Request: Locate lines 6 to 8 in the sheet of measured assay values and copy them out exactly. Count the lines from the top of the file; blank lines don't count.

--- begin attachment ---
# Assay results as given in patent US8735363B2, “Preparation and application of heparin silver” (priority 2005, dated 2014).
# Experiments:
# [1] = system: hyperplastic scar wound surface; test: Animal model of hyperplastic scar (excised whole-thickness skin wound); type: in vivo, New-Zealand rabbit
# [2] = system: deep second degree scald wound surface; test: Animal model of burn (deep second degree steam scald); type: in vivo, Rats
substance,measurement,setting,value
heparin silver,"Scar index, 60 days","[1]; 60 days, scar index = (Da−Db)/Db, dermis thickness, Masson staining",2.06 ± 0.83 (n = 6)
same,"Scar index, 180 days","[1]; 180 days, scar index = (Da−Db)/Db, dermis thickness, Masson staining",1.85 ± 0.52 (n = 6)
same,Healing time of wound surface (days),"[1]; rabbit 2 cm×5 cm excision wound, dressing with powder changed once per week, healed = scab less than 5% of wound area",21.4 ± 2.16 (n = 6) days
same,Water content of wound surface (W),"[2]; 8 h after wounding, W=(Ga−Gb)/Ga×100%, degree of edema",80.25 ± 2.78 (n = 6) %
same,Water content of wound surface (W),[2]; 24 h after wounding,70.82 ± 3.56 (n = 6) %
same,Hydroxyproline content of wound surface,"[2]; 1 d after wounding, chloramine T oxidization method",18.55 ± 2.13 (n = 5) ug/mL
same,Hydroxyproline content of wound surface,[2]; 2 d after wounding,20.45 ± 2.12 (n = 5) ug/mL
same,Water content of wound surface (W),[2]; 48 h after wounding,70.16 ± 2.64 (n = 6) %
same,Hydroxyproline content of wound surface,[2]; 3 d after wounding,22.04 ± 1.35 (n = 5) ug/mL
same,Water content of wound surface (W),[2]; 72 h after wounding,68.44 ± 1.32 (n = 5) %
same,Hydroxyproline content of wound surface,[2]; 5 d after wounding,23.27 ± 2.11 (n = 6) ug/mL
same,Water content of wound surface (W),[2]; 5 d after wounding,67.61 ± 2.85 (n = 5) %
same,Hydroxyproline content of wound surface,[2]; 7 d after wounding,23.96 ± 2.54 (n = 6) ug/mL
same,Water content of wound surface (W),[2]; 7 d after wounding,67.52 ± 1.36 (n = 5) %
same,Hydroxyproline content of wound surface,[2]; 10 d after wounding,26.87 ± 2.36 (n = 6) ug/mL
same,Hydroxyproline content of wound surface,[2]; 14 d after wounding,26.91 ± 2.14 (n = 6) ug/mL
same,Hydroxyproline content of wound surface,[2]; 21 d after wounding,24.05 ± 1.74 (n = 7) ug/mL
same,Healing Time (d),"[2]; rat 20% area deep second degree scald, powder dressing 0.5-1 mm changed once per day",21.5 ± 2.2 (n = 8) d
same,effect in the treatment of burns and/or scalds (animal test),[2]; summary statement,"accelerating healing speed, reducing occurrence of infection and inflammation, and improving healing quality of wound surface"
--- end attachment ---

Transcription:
heparin silver,"Scar index, 60 days","[1]; 60 days, scar index = (Da−Db)/Db, dermis thickness, Masson staining",2.06 ± 0.83 (n = 6)
same,"Scar index, 180 days","[1]; 180 days, scar index = (Da−Db)/Db, dermis thickness, Masson staining",1.85 ± 0.52 (n = 6)
same,Healing time of wound surface (days),"[1]; rabbit 2 cm×5 cm excision wound, dressing with powder changed once per week, healed = scab less than 5% of wound area",21.4 ± 2.16 (n = 6) days